Grants Awarded for Innovative Women’s History Month Projects

  • March 21st, 2019

March is Women’s History Month, and one new way that the Women and Gender Resource Center has celebrated it is by offering $100 mini-grants to faculty, staff and students who came up with innovative project ideas. In addition to the money, each grant came with the support of WGRC staff.

“We have been offering Women’s History Month programming for years, but we wanted to see what our campus community members would suggest to ensure that we offer relevant programming that folks are interested in,” said Jackie Northrup, assistant director of the WGRC.

“We hoped that this would highlight existing work happening in other areas on campus. The WGRC is not the only office offering programming related to women, so our hope was that we could compile a good list of varied opportunities.”

The national theme of this year’s Women’s History Month is “Visionary Women: Champions of Peace and Nonviolence.” It was requested, but not required, that grant applicants come up with ideas that fit the theme.

Northrup said the grant application process was a simple online series of questions. “We wanted to make it easy so that students and busy professionals wouldn’t be discouraged in the process,” she said. “Because these are small dollar grants, there isn’t any burdensome reporting they need to do.”

A total of seven grants were available. Only two grants were applied for and awarded.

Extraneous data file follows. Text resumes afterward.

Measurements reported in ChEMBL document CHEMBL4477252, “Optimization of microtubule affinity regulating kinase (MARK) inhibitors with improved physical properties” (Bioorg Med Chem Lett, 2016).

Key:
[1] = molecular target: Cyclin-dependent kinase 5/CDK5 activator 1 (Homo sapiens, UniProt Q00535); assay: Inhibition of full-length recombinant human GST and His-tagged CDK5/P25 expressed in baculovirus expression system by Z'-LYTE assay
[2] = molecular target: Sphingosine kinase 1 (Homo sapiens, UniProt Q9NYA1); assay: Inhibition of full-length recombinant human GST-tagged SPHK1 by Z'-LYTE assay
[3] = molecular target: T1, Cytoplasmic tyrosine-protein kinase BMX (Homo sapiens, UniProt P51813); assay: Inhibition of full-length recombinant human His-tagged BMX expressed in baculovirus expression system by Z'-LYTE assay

The first recipient was the Ferguson Student Center information desk manager, who applied to have Women’s History Month materials available at each of the three information desks. The grant will provide balloons, bookmarks, banners and photos of UA women who have made history.

The second grant was awarded to Project Health, American Association of University Women and the Student Leadership Council who are jointly using the money to host a March 25 film screening and discussion on “Period. End of Sentence.” The grant will provide refreshments for the event.

The grant application window, which was open in February, is now closed, but Northrup hopes to raise awareness about the grants so that next year more people will apply.

“We did have a campus partner approach us to offer money for the initiative, so it could be that in the future we could collaborate even on the awarding of the grants.”

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